Why is Gamifying Software Development More Relevant Now?Deniz Kayahan
Gamification has been around for nearly two decades. It is the application of typical elements of game playing, such as points, scores, or competition with others; to non-amusement areas such as education, marketing, and employee motivation.
From the beginning, we have seen numerous gamification examples; engaging users to contribute the location contents of Foursquare, motivating developers to interact with technical documentation on Stackoverflow, or stimulating athletes to track their progress, earn trophies and badges, and celebrate their wins by Nike + Run Club.
Software development has been always an area of gamification too. A popular project management approach, agile, includes many gamification practices. Poker games to estimate the effort of a development task, tracking the team performance based on velocity from estimations, open and free-to-play boards to increase transparency, or creative scrum master games to engage people to talk in retrospective meetings.
However, the software development domain has seen a significant impact from Covid-19. The scenario for working fully remote did not survive but hybrid work prevailed. According to a McKinsey report, after the pandemic, %52 of employees want hybrid work compared to %30 before. Hybrid work brings the feeling of flexibility to employees with the cost of side effects. According to the 2022 Work Trend Index, the number of meetings per person increased % by 150, and the average after-hours work by 27%. New concepts such as “leaf blower meeting problem” and “video meeting fatigue” emerged. Burnout rates reached historic levels  due to work overload.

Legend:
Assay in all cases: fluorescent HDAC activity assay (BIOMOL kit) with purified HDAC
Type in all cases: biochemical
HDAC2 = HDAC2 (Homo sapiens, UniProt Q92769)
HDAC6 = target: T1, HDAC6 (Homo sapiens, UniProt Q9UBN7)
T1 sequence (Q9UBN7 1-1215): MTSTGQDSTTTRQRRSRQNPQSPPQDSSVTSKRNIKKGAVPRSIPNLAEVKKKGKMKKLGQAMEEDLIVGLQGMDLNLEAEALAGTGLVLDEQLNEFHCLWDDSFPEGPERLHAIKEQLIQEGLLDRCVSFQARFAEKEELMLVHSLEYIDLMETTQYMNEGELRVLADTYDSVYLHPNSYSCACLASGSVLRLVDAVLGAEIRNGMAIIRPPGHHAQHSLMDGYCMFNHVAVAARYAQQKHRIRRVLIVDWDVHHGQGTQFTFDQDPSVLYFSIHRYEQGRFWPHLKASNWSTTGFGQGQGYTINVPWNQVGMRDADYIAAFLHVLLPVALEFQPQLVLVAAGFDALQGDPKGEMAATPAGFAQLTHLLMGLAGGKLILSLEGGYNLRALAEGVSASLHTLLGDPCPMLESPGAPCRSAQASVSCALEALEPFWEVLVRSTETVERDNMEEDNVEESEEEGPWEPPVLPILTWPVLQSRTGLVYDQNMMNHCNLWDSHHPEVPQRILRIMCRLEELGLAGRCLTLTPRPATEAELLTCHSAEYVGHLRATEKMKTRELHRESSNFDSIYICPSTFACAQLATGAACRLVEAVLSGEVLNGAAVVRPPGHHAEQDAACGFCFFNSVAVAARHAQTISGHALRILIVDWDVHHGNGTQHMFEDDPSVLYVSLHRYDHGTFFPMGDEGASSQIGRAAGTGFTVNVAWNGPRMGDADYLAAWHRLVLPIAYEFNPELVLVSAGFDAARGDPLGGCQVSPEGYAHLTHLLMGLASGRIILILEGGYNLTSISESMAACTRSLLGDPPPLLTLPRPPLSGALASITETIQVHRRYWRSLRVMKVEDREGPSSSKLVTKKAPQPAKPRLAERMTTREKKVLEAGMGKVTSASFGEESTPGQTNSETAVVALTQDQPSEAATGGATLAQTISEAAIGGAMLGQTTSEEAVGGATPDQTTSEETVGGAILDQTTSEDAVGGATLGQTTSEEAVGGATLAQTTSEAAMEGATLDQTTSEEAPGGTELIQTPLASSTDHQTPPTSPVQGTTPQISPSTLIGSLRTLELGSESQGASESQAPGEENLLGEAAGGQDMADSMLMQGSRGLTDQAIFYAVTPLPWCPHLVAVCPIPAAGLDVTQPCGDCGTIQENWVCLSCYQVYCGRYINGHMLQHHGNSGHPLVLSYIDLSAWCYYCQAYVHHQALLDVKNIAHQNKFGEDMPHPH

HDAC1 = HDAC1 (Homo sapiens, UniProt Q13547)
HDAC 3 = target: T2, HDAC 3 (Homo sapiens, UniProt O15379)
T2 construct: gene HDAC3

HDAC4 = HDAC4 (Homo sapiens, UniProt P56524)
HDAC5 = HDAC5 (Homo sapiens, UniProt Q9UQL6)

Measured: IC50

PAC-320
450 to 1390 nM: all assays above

As a result, according to another study, %59 developers want to work in more flexible work environments like startups or scale-ups. %19 and %47 of them think that the biggest problems are the demand for overtime work and bad project management respectively.
Gamifying can’t make a team lead to a better project manager or turn work an environment more flexible. But it can provide;
- a meaning where the team member believes that he is doing something greater than himself or he was “chosen” to do something in the software development project.
- a feeling of accomplishment for the tasks when there is no feedback from the team.
- ownership of overall project objectives. When a player feels ownership, he/she innately wants to make what she owns better and own even more.
Inooster is a well-established gamification company. Our clients encompass leading players in the banking, retail, call centers, and technology industries. Our response to the change and challenges of a new hybrid work environment is our new SaaS product Synergy. It allows software development teams to award badges and accomplishments on key behaviors of the teams; close a challenging task, add a valuable comment to a story, and join and contribute consistently to the daily meetings on time.
In addition, Synergy has a daily meeting feature for remote teams, where daily personal developments are recorded and synchronized. Currently, the product has integration with Jira, but in the following months, project management and collaboration tools like Goodday, Asana, Monday, Click-up, Teams, Zoom, Confluence, Figma and Trello will be also integrated. It is waiting your trial on Atlassian marketplace!
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